(2) for the recovery by one party from the other of an amount of money for maintenance, in gross or installments, as may be just and necessary without regard to which of the parties is in fault;

(3) for the delivery to either party of that party's personal property in the possession or control of the other party at the time of giving the judgment;

(4) for the division between the parties of their property, whether joint or separate, acquired only during coverture, in the manner as may be just, and without regard to which of the parties is in fault; however, the court, in making the division, may invade the property of either spouse acquired before marriage when the balancing of the equities between the parties requires it; and to accomplish this end the judgment may require that one or both of the parties assign, deliver, or convey any of their real or personal property to the other party;

(5) for the change of name of either of the parties.

[6] AS 25.24.140 provides in part:

Orders during action. (a) During the pendency of the action, the court may provide by order


(3) for the freedom of one spouse from the control of the other spouse during the pendency of the action; ...

[7] AS 25.35.010 provides:

Injunctive relief in cases involving domestic violence. (a) A person who is subjected to domestic violence may petition a superior court for injunctive relief restraining the infliction of further domestic violence against the petitioner by the respondent.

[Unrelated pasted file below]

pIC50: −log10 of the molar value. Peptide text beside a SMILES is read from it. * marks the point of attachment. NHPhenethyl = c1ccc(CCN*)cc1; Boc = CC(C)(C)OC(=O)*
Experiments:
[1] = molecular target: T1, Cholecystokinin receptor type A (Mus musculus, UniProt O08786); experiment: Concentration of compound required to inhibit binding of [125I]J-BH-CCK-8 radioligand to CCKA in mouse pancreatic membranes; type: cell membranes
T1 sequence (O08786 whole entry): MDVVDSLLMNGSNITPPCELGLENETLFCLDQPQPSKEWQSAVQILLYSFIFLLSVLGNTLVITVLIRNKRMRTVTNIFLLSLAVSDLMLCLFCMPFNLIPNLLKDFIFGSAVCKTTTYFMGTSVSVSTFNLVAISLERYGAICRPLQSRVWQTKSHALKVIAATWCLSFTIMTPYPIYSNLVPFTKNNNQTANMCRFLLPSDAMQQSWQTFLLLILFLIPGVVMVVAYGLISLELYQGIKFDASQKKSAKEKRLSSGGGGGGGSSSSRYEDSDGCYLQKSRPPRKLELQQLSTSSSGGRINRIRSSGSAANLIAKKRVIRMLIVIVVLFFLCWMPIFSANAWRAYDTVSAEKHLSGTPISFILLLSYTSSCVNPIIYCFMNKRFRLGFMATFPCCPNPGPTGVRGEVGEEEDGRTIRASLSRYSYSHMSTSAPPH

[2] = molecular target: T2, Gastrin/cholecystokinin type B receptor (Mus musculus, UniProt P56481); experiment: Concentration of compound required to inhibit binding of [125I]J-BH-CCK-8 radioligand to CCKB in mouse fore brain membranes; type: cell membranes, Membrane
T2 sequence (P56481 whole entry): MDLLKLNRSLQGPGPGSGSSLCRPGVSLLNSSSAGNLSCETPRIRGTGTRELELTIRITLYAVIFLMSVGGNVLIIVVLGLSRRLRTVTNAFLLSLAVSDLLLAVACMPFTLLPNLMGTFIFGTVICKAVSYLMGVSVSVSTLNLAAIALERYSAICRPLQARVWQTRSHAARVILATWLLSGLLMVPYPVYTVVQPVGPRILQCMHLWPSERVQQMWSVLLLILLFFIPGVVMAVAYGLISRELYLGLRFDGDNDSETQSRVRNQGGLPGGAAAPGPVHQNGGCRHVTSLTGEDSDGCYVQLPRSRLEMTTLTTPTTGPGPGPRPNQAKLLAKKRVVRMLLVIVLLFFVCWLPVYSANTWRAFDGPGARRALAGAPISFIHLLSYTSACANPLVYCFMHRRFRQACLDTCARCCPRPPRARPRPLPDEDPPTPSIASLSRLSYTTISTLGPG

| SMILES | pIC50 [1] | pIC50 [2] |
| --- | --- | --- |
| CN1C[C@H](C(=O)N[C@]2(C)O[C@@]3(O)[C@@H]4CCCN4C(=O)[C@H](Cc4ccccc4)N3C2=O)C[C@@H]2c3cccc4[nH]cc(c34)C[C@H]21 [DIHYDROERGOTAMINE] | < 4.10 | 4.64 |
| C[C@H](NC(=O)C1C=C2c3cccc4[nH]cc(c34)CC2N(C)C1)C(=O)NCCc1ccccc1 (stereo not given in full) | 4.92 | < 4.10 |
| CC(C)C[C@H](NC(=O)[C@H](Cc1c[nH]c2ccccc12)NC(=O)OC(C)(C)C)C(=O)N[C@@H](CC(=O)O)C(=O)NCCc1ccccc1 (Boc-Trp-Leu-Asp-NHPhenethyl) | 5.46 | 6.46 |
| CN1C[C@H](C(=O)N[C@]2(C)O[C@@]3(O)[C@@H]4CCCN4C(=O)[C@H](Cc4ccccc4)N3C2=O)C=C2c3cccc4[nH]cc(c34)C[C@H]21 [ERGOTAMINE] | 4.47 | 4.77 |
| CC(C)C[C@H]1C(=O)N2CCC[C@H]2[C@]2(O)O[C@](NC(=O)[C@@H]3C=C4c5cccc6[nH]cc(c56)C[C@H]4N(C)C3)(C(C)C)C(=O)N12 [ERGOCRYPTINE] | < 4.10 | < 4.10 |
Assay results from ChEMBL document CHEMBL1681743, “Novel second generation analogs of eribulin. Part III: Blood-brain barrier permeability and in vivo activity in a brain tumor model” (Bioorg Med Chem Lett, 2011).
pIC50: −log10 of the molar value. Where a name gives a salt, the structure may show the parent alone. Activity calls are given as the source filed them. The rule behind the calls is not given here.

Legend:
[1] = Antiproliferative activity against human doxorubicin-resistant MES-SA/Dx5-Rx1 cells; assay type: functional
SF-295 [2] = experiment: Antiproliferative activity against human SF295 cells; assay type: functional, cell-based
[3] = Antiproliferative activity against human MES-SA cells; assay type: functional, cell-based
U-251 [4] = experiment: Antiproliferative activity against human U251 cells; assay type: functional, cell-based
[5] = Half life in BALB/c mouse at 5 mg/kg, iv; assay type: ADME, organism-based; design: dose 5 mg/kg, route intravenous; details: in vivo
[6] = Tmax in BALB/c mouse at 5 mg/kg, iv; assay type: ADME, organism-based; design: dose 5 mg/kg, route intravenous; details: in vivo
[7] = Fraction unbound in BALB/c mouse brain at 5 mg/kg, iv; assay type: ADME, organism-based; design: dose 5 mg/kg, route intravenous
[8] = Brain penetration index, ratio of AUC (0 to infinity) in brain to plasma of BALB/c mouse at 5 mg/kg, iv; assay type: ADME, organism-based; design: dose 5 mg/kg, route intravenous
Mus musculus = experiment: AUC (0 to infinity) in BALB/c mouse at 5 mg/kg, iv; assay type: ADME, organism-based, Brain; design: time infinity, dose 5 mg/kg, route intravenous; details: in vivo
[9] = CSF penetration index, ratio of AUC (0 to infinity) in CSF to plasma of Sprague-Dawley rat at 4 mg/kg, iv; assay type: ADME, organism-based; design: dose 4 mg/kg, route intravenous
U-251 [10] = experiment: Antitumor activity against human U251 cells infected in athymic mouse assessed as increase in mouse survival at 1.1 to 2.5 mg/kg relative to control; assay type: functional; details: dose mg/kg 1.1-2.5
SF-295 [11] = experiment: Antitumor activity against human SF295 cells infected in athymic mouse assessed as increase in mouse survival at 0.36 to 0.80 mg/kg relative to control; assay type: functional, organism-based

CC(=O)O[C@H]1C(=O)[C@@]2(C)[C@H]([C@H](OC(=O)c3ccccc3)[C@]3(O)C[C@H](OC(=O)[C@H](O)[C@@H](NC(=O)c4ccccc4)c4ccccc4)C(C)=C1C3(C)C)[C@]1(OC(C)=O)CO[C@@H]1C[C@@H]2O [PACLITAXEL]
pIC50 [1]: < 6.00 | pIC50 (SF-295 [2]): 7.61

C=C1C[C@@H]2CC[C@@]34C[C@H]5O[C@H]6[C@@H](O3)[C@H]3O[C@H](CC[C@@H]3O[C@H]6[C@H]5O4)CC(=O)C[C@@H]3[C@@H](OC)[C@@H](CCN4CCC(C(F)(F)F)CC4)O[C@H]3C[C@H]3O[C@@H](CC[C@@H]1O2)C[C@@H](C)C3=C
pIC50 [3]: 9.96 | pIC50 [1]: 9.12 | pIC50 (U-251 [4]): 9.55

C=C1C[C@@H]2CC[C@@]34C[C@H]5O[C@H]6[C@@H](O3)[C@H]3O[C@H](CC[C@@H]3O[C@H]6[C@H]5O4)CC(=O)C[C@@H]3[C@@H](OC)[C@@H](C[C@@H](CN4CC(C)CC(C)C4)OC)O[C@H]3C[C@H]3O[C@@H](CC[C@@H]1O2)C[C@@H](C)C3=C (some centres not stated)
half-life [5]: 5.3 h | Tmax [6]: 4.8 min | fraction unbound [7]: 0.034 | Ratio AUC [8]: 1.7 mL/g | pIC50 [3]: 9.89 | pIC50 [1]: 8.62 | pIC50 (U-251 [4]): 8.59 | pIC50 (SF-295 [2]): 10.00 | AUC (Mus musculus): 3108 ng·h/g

(b) Upon receiving a petition under (a) of this section, the superior court shall schedule a hearing and shall provide at least 10 days notice to the respondent of the hearing and of the respondent's right to appear and to be heard either in person or by attorney. If, at the hearing, the superior court finds that the petitioner has been subjected to domestic violence by the respondent, the superior court may issue any order it determines to be necessary for the protection of the health, safety or welfare of the petitioner or of a minor child in the care of the petitioner. An order under this subsection may include provisions which

(1) restrain the respondent from subjecting the petitioner to domestic violence;

(2) direct the respondent to vacate the home of the petitioner;

(3) restrain the respondent from communicating directly or indirectly with the petitioner;

(4) direct the respondent to pay support for the petitioner or for a minor child in the care of the petitioner if there is an independent legal obligation of the respondent to support the petitioner or the child;

(5) award temporary custody of a minor child to the petitioner;

(6) direct the respondent to pay medical expenses incurred by the petitioner as a result of the domestic violence;

(7) direct the respondent to engage in personal or family counseling;

(8) restrain the respondent from entering a propelled vehicle in the possession of or occupied by the petitioner.

(c) An order issued under this section remains in effect for a period of time not to exceed 90 days. However, the petitioner may petition the superior court for an extension of a provision of the order if the provision is described in (b)(1), (b)(2), (b)(3), (b)(7), or (b)(8) of this section. If the superior court, after notice to the respondent of and a hearing on the petition for the extension in accordance with the procedures described in (b) of this section, finds that an extension of the provision of the order is necessary to protect the petitioner or a minor child in the care of the petitioner from domestic violence, the superior court may extend the provision of the order for a period of time not to exceed 45 days. The court may not grant more than one extension under this subsection.

(d) Proceedings under this section do not preclude any other available civil or criminal remedies.